Goldwater, Dubé and its senior partner Me Anne-France Goldwater wish to express disappointment following the October 26, 2023 Québec Court of Appeal ruling, ending the formal action against the City of Longueuil and the Government of Quebec which aimed to stop a brutal plan to slaughter the herd of deer living in Michel-Chartrand Park by crossbow.
Me Goldwater and her colleagues wish to thank animal welfare advocates in the Montréal suburb, as well as allies with the Montréal Society for the Prevention of Cruelty to Animals (SPCA), for their support of the action over many years and their passionate advocacy for common-sense bylaws to manage Québec’s unique biodiversity.
Although all parties must abide by the Court’s decision, the ruling by no means changes Goldwater, Dubé’s perspective that Québecers are both morally and legally compelled to consider all possible non-lethal options whenever animal control policy is on the agenda. Me Goldwater and her team will continue to advocate for both legislative and political solutions to ensure that all sentient animals are protected by law.
“In the year 2023, it is no longer acceptable to kill an animal simply because he is a ‘nuisance’,” said Me Goldwater. “The method chosen is brutal, and the animals will experience tortuous pain. Until the judicial system recognizes the scientific reality of animal sentience, we will keep fighting. We have already bought these deer an extra year of life and I am grateful for that. And as long as I draw breath, I will continue the fight to eliminate as much animal suffering at the hands of humans as possible. That’s the only comfort I can offer.”
Although the current legal action to humanely control the deer population in Michel-Chartrand Park is over, other less cruel avenues are still available to be explored by the municipality.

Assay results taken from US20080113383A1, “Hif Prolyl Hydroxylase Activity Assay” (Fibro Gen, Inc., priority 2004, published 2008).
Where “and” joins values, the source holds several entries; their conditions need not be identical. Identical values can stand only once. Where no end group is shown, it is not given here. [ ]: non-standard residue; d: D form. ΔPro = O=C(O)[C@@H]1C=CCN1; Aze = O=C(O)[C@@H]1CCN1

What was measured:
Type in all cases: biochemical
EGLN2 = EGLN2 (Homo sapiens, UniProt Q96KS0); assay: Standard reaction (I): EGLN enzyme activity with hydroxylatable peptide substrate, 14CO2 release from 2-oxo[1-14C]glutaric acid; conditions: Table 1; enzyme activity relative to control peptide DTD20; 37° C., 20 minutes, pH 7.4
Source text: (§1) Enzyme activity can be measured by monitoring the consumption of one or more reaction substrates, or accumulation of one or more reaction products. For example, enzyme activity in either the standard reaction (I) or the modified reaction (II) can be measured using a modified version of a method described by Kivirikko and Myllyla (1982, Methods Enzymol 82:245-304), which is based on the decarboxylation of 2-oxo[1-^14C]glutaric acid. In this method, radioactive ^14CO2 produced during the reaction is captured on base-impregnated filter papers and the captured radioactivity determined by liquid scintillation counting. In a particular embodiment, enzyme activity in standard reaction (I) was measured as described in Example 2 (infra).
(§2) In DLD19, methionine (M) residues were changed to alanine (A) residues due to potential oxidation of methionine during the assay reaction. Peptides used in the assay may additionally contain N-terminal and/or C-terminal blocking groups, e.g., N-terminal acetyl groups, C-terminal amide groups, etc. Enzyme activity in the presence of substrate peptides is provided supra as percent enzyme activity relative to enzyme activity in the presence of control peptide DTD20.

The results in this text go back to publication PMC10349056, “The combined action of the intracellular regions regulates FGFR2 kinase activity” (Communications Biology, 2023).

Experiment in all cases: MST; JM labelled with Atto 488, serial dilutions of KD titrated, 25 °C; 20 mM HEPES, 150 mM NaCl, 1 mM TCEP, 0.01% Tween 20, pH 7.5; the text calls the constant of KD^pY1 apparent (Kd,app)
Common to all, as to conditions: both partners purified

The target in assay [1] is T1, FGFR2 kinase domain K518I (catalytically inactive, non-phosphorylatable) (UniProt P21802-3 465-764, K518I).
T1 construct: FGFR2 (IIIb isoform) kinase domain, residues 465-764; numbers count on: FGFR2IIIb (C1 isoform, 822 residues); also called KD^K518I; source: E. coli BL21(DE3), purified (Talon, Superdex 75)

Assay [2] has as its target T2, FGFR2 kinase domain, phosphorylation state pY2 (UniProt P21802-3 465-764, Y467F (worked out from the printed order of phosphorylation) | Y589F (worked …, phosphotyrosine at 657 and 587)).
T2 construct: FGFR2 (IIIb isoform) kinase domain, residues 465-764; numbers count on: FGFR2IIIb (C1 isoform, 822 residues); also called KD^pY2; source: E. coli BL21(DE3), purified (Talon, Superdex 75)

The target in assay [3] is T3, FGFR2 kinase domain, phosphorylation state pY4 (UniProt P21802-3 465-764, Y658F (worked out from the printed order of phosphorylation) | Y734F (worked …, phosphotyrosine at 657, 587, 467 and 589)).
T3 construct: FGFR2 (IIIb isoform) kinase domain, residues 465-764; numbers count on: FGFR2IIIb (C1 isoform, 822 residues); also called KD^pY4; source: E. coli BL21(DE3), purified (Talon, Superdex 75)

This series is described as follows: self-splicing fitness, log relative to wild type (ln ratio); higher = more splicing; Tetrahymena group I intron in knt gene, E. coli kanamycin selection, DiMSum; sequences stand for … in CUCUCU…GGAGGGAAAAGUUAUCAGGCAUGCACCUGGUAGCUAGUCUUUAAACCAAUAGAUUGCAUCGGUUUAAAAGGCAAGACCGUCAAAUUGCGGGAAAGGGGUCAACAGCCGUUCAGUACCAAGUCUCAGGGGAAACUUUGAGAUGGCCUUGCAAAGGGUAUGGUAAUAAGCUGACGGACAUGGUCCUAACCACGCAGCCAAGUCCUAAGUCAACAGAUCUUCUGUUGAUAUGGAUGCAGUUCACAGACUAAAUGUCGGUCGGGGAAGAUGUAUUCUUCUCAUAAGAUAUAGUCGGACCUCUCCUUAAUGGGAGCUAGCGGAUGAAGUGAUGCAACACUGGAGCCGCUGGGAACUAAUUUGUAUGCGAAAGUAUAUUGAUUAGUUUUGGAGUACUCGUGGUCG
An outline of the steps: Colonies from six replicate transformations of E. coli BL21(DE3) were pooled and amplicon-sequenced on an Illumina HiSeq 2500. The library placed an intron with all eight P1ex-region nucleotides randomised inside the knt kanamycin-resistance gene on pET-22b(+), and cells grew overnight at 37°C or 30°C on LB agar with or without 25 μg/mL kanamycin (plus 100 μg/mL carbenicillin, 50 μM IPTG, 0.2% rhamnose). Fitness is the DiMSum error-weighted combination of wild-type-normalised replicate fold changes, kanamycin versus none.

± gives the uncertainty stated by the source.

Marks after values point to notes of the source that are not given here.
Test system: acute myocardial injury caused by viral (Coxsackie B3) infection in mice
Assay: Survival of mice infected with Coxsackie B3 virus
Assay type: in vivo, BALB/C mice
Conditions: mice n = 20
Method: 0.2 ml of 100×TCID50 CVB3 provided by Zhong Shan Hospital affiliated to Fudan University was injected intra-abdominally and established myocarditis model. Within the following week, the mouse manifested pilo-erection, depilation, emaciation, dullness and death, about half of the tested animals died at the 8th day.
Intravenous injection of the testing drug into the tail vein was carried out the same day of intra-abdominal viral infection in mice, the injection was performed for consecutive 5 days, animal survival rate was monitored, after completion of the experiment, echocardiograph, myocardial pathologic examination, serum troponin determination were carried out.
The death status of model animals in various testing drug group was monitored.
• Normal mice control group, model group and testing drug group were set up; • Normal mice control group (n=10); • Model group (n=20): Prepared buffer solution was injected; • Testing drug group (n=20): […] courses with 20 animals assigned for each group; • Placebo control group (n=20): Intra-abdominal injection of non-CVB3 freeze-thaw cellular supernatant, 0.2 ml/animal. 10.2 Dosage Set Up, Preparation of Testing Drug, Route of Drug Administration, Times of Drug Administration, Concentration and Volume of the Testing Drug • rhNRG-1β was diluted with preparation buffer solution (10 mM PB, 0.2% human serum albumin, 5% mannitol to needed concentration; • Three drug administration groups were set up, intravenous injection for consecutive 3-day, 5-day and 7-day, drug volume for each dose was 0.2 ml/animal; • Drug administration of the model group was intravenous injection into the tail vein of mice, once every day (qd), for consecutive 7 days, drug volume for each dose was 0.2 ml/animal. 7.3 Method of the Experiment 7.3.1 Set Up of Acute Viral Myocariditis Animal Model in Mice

“Mayor Catherine Fournier will have to face a political reality,” Me Goldwater added. “Will her electorate tolerate her choice to preside over a mass slaughter of deer by hunters using crossbows, a method of killing that is particularly cruel since the deer wounded by an arrow will still live long enough to suffer and be aware of his impending death? Who would want this on their curriculum vitae?”
Humane Alternatives Exist
The animal rights principle at the core of the case brought by Goldwater, Dubé is that killing any animal should be considered an absolute last resort. Québec law recognizes animals (including deer) as sentient beings who have biological imperatives, including the capacity to feel pain and joy.
Goldwater, Dubé is adamantly against crossbow hunts as a means of population control. This approach, the firm argues, goes against Québec’s animal welfare laws. Furthermore, slaughter is wholly unnecessary when humane alternatives to overpopulation, such as sterilization, are being successfully implemented in nearby jurisdictions in the United States (New York and New Jersey). Our clients offered to carry out such an operation, relying on American expertise and at no cost to the municipality, in addition to a relocation plan which was also rejected.
Crossbow hunts have been banned around the world for their cruelty. In Australia, the Royal Society for the Prevention of Cruelty to Animals (RSPCA) recently reminded citizens that the practice is banned on public land as “surveys of deer hunters have found that deer shot with bows are approximately six times more likely to be wounded and escape than deer shot by professional shooters with rifles” — itself a scenario that Goldwater, Dubé maintains would still demonstrate cruelty toward Longueuil’s deer population when non-lethal, cost-free options remain on the table for the Montréal suburb.
photo: Les Amis du parc Michel-Chartrand (APMC)